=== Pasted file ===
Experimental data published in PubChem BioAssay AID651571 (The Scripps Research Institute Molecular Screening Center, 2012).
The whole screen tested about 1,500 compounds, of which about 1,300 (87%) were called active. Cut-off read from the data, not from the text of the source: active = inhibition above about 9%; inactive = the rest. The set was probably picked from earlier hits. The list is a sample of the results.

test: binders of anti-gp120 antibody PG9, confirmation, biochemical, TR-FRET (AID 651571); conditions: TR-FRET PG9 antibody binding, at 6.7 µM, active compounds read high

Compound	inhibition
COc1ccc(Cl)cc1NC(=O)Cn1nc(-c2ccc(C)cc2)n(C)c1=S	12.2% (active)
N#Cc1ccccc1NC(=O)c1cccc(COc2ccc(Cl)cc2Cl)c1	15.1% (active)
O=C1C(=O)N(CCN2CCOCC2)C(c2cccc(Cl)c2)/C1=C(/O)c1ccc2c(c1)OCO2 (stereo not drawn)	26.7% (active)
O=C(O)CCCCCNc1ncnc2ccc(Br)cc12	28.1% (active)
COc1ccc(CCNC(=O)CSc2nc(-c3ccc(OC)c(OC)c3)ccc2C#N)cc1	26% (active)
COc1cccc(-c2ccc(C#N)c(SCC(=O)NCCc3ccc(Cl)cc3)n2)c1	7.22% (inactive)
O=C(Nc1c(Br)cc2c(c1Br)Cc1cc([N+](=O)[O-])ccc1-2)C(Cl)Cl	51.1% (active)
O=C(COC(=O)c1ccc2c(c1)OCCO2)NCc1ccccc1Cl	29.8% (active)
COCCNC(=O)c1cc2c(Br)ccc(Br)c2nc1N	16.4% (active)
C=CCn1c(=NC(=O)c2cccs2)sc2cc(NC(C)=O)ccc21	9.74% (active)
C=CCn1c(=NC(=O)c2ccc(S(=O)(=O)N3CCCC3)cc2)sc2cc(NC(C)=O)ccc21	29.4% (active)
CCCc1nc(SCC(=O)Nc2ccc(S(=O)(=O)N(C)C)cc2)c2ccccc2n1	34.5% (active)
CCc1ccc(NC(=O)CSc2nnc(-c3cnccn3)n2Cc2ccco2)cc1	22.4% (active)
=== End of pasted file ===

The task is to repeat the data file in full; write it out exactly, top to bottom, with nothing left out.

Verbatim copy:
Experimental data published in PubChem BioAssay AID651571 (The Scripps Research Institute Molecular Screening Center, 2012).
The whole screen tested about 1,500 compounds, of which about 1,300 (87%) were called active. Cut-off read from the data, not from the text of the source: active = inhibition above about 9%; inactive = the rest. The set was probably picked from earlier hits. The list is a sample of the results.

test: binders of anti-gp120 antibody PG9, confirmation, biochemical, TR-FRET (AID 651571); conditions: TR-FRET PG9 antibody binding, at 6.7 µM, active compounds read high

Compound	inhibition
COc1ccc(Cl)cc1NC(=O)Cn1nc(-c2ccc(C)cc2)n(C)c1=S	12.2% (active)
N#Cc1ccccc1NC(=O)c1cccc(COc2ccc(Cl)cc2Cl)c1	15.1% (active)
O=C1C(=O)N(CCN2CCOCC2)C(c2cccc(Cl)c2)/C1=C(/O)c1ccc2c(c1)OCO2 (stereo not drawn)	26.7% (active)
O=C(O)CCCCCNc1ncnc2ccc(Br)cc12	28.1% (active)
COc1ccc(CCNC(=O)CSc2nc(-c3ccc(OC)c(OC)c3)ccc2C#N)cc1	26% (active)
COc1cccc(-c2ccc(C#N)c(SCC(=O)NCCc3ccc(Cl)cc3)n2)c1	7.22% (inactive)
O=C(Nc1c(Br)cc2c(c1Br)Cc1cc([N+](=O)[O-])ccc1-2)C(Cl)Cl	51.1% (active)
O=C(COC(=O)c1ccc2c(c1)OCCO2)NCc1ccccc1Cl	29.8% (active)
COCCNC(=O)c1cc2c(Br)ccc(Br)c2nc1N	16.4% (active)
C=CCn1c(=NC(=O)c2cccs2)sc2cc(NC(C)=O)ccc21	9.74% (active)
C=CCn1c(=NC(=O)c2ccc(S(=O)(=O)N3CCCC3)cc2)sc2cc(NC(C)=O)ccc21	29.4% (active)
CCCc1nc(SCC(=O)Nc2ccc(S(=O)(=O)N(C)C)cc2)c2ccccc2n1	34.5% (active)
CCc1ccc(NC(=O)CSc2nnc(-c3cnccn3)n2Cc2ccco2)cc1	22.4% (active)